THE BLOG

Regrets? I've Had a Few! 3 Steps to Abolishing Regret -- With a Nod to Paul Anka

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This morning, I wrestled with a jar of herring that turned nasty brownish yellow, the color of an unloved oil painting decomposing in a hot, stuffy attic. After studying its contents, I returned the offensive jar to the refrigerator, shoving it to the recesses. Then I moved the jar behind several other items -- out of sight, out of mind.

Except it wasn't.

In my mind's eye, I kept revisiting that awful ooze. Finally, I grabbed the jar and flung it into the outside garbage bin.

Why had I not jettisoned it immediately? The answer hit me with a disgusting feeling as if the jar of herring had exploded on me: regret.

I regretted opening the jar shortly prior to a long trip, knowing the contents wouldn't last. I regretted eating directly from the jar -- perhaps the herring would have lasted longer had I scooped my portion into a separate bowl. I regretted purchasing such a large jar -- I lost any savings by pitching most of its contents. Most of all, I regretted the lost opportunity of enjoying the deliciousness of my beloved herring.

I reviewed other regrets that regularly creep into my thoughts. Ones I also shove into the recesses of my mind, only to return stinking, oozing, unlovable. Most of these regrets involve missed opportunities, some I should have embraced and some over which I had no control -- missed because life constantly changes and sometimes does not take me along on its ride.

Regret wields great power. Regret is purely negative. Regret is painful with no redeeming qualities. Without action, nothing positive comes from regret, and regret will cling to and drain you.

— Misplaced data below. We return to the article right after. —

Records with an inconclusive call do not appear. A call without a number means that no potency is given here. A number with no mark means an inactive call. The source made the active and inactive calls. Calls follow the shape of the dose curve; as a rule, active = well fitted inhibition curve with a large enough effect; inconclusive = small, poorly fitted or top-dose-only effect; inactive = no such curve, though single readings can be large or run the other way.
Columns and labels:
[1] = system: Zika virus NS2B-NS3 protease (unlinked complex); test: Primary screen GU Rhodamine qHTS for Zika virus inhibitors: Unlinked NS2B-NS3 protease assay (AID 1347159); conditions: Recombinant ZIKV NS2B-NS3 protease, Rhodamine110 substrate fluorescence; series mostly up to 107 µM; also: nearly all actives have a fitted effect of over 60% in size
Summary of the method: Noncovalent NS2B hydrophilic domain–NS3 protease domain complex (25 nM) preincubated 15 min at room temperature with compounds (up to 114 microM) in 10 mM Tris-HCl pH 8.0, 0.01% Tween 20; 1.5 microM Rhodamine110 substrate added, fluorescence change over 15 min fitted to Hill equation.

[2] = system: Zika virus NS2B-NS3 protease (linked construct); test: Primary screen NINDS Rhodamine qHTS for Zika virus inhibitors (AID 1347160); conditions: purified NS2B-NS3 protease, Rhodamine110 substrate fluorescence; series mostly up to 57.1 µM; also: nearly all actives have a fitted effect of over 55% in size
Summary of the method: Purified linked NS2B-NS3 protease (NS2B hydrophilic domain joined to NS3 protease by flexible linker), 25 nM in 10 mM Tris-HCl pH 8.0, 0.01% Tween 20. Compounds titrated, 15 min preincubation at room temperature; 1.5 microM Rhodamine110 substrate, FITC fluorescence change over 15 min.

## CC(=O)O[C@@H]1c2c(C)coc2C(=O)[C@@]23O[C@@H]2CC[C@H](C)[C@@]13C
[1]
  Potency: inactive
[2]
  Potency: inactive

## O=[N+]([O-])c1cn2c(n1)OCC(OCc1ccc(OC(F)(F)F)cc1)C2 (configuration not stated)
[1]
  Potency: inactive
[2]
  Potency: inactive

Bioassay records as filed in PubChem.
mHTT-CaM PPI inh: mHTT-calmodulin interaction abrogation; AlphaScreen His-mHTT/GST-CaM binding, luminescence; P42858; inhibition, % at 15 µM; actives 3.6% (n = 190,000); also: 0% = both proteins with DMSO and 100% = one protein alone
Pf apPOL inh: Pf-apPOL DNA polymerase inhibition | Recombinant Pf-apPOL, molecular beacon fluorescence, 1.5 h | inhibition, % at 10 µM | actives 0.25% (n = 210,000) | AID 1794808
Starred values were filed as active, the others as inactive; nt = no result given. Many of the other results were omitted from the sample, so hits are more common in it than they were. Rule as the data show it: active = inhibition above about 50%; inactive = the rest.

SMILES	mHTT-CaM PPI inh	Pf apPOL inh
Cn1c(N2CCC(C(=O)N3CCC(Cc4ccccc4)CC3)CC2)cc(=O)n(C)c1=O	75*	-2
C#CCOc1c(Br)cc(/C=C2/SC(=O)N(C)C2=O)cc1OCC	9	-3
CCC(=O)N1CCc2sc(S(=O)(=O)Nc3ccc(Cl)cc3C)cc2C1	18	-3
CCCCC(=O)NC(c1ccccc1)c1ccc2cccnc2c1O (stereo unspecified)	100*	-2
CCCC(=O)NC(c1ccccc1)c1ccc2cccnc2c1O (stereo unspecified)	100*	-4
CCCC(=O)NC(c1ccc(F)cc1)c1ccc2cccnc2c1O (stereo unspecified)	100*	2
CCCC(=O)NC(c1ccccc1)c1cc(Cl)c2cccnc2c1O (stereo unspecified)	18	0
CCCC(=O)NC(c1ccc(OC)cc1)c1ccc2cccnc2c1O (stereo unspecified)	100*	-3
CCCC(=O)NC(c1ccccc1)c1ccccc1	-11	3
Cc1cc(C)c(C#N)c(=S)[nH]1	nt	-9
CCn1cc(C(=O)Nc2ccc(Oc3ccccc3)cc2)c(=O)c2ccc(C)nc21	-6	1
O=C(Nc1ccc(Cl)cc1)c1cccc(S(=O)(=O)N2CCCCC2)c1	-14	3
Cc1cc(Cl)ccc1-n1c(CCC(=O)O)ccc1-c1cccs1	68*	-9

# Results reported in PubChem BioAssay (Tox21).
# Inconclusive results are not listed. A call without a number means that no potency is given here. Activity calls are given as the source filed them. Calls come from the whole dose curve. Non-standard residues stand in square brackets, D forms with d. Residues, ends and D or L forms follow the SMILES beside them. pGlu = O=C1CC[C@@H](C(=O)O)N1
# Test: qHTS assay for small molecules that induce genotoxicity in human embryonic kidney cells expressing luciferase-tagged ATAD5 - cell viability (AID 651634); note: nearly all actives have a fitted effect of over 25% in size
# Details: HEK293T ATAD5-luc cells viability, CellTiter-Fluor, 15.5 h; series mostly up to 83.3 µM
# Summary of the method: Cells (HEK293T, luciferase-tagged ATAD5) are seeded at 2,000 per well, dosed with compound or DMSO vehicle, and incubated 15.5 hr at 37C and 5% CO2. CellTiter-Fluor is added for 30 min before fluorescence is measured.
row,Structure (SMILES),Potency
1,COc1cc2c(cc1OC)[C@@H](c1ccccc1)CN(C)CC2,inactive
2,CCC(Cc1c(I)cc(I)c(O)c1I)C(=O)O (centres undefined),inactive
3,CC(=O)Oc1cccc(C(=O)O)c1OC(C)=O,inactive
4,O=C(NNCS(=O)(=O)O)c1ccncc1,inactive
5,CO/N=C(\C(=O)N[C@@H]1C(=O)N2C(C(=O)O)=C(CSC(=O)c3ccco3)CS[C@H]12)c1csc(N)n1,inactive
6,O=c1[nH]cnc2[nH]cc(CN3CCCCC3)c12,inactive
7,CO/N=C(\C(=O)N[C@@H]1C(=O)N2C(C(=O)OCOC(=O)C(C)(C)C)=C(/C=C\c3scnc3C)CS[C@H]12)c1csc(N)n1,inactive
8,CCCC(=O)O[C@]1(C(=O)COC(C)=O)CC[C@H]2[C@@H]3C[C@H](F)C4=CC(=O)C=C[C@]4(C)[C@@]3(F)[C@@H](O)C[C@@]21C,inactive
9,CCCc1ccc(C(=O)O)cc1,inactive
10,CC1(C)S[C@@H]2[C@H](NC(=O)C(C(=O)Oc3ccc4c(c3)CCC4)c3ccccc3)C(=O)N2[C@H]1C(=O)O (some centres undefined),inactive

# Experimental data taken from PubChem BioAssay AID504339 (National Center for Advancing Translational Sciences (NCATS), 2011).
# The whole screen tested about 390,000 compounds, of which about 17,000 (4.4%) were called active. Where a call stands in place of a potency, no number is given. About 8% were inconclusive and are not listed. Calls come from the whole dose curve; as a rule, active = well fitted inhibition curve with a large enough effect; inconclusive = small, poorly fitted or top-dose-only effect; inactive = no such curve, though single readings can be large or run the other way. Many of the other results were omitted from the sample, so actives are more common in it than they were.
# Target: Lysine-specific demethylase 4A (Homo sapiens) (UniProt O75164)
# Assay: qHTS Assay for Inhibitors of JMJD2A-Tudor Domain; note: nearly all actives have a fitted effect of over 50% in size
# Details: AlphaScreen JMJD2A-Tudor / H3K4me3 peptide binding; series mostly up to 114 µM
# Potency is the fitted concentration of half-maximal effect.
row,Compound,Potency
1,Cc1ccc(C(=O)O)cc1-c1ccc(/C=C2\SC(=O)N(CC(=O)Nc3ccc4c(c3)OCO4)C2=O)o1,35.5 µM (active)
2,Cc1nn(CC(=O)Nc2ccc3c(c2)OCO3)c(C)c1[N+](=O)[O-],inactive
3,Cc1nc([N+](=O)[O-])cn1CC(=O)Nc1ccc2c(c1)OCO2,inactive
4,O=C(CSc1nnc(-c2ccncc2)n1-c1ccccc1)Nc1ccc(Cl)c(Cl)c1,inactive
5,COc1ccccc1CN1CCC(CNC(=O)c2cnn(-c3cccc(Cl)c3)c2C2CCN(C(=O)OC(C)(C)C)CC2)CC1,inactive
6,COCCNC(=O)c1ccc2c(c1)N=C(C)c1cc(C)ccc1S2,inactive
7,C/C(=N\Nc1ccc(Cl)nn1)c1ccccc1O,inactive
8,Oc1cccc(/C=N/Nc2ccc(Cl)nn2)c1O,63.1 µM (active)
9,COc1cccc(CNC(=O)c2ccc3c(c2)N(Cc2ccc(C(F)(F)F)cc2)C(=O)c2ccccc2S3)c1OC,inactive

Time management principles teach us single handling: addressing or touching incoming communications only once. Similarly, we can avoid never-ending ruminations by addressing our regrets in these finalizing ways:

1. BE PROACTIVE
What can you do to rectify the situation now?

Do you need to:

Have a conversation?
Set boundaries?
Stop hosting a toxic individual or situation?
We forget how much control we have over our lives. Wield that power!

2. EMBRACE LIFE'S LESSONS
What did you learn about yourself?

Engage in some quality introspection:

What need were you trying to fulfill at the time?
Do you fear missing out ("FOMO") and regularly feel lost or forgotten?
Are you risk averse and thereby create voids in your life, rather than work towards goals and fulfill your needs and desires?
What will you do differently next time?
Failure is the cost of an education, leading to increased knowledge, understanding, and growth. Some teachings suggest that challenges are gifts -- opportunities for personal development and ultimately progress.

3. LET IT GO
Do you regret a situation where you had no control?

Choose to take responsibility -- or not.

Resolve the problem with those involved or let it go. Why cling to anger and resentment, when often those responsible don't know or don't care? These lingering regrets resemble swallowing poison to kill others -- you won't achieve your goal and you will experience pain in the process.

How to address regret?
Here's my way:

Be Proactive
Embrace Life's Lessons
Let it Go

Regret your job or career choice? Are you struggling to return to work after a career break? Then join us at the Connect•Work•Thrive Return to Work Conference as we empower workers seeking to change careers or return to the workforce after a career break, by addressing these habits and other issues.

We offer interactive workshops, dynamic keynote speakers, individual coaching sessions, headshot photography, lunch, and networking opportunities with career and industry experts, fellow job seekers, and employers.